Hello, my name is Ben and it is my pleasure to assist you with your question today. Do you mean they are claiming they should be paid from the time they leave the office to go to the first job?
This is somewhat of a legal grey area to be honest. According to the Working Time Regulations 1998, ‘working time’ includes ‘any period during which a person is working, at his employer’s disposal and carrying out his activity or duties’.
According to guidance from the UK Department for Business, Innovation and Skills, the definition of working time also includes business travel time, but does not include home-to-work travel and time spent travelling outside normal working hours.
So if they are required to travel to/from clients as part of their working day and duties and at that time they are entirely at the employer’s disposal, they can certainly argue that this time constitutes ‘working time’ and should be taken into account when calculating their maximum working hours per week and remuneration.
Yes I understand but there is nothing specific in law that says it should either be paid or not - it depends on whether it amounts to working time and that is open to interpretation as you can see. To be honest if you refuse to pay them, then they will have to challenge this in an employment tribunal - with the fees and time involved they may be out off from gong that far and may eventually just accept it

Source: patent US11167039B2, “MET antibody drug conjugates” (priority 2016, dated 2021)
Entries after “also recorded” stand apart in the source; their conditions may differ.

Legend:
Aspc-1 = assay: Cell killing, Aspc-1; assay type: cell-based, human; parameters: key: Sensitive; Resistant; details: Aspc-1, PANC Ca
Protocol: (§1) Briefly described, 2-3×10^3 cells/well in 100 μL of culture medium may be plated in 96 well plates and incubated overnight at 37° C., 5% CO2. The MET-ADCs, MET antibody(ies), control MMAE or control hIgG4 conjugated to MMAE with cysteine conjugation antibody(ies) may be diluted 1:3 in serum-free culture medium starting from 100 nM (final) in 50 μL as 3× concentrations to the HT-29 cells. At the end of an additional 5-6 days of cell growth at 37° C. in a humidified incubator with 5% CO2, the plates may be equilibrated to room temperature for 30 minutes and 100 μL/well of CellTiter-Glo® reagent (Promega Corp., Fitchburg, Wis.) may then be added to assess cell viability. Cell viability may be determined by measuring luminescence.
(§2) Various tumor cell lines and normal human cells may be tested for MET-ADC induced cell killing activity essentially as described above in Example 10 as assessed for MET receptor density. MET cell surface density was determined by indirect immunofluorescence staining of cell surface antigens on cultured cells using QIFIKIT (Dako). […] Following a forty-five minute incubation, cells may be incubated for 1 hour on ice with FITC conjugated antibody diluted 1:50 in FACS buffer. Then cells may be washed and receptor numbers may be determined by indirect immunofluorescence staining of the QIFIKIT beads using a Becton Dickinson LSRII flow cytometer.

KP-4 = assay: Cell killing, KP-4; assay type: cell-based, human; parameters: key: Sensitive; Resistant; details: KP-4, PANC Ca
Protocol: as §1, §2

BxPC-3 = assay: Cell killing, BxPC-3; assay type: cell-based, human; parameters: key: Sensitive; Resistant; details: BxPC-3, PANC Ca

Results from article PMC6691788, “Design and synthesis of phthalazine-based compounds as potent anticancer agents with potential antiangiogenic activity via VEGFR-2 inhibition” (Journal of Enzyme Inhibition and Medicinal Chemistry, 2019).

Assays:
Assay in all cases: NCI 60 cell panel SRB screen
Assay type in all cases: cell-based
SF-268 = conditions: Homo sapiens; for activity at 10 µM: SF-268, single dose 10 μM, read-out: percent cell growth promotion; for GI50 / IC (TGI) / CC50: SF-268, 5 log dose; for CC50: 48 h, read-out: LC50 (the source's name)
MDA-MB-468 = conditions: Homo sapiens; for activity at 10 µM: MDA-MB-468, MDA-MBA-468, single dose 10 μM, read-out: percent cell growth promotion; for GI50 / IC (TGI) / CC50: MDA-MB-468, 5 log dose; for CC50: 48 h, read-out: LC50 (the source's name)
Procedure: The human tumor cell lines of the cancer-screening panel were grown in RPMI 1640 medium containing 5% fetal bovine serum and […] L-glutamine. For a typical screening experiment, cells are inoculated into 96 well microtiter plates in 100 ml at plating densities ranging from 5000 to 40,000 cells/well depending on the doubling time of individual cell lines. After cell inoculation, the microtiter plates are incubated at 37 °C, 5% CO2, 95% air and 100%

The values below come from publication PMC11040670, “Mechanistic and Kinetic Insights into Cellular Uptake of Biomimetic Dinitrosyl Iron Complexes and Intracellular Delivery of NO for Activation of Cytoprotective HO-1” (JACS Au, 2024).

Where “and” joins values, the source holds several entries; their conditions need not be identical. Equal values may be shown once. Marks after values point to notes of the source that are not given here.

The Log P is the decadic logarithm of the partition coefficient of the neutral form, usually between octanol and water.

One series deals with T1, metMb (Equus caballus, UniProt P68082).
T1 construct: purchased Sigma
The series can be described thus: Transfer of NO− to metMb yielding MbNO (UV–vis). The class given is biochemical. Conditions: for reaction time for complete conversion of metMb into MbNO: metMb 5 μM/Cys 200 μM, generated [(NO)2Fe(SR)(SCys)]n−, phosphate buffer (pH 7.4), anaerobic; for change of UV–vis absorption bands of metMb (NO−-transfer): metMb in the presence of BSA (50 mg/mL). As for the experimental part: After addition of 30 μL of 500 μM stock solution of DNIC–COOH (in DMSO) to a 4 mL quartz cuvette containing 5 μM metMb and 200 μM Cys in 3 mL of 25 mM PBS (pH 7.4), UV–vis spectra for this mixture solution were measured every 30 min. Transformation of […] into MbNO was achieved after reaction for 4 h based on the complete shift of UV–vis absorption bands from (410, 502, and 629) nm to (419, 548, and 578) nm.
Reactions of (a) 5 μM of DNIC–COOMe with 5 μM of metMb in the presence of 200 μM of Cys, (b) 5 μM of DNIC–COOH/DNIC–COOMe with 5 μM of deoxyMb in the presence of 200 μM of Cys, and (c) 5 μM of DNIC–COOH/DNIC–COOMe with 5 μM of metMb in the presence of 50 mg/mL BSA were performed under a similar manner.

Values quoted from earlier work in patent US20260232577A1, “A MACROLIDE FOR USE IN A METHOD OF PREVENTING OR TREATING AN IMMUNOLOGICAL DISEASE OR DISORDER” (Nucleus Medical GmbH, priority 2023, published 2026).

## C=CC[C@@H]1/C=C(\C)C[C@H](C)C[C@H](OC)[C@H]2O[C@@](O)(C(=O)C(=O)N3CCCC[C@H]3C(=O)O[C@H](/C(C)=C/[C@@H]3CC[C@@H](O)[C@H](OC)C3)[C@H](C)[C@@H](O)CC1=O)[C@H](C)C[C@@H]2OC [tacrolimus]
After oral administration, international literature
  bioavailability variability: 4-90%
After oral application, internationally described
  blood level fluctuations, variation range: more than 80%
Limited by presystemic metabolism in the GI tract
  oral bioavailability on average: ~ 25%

Only a court or tribunal can decide whether this is working time or not - arguments exist for both sides. You can take the risk and not pay them - it is then for them to challenge this and take it further if necessary, which they may or may not do. If they do and it is found that it was working time then you may have to pay them any arrears due
Well it's both
That is on the assumption it does amount to working time
Please let me know if this has answered your query or if you need me to clarify anything else for you in relation to this?
I am afraid no legal answer exists on this so I cannot provide one - there are many legal areas that are defined as 'grey areas' and this is definitely one of them - as mentioned arguments exist for both sides, in these circumstances only a court fan make a definitive decision based on the specific facts of the case
If it is not a contractual clause to be picked up then you can decide to stop doing this if it will resolve the issue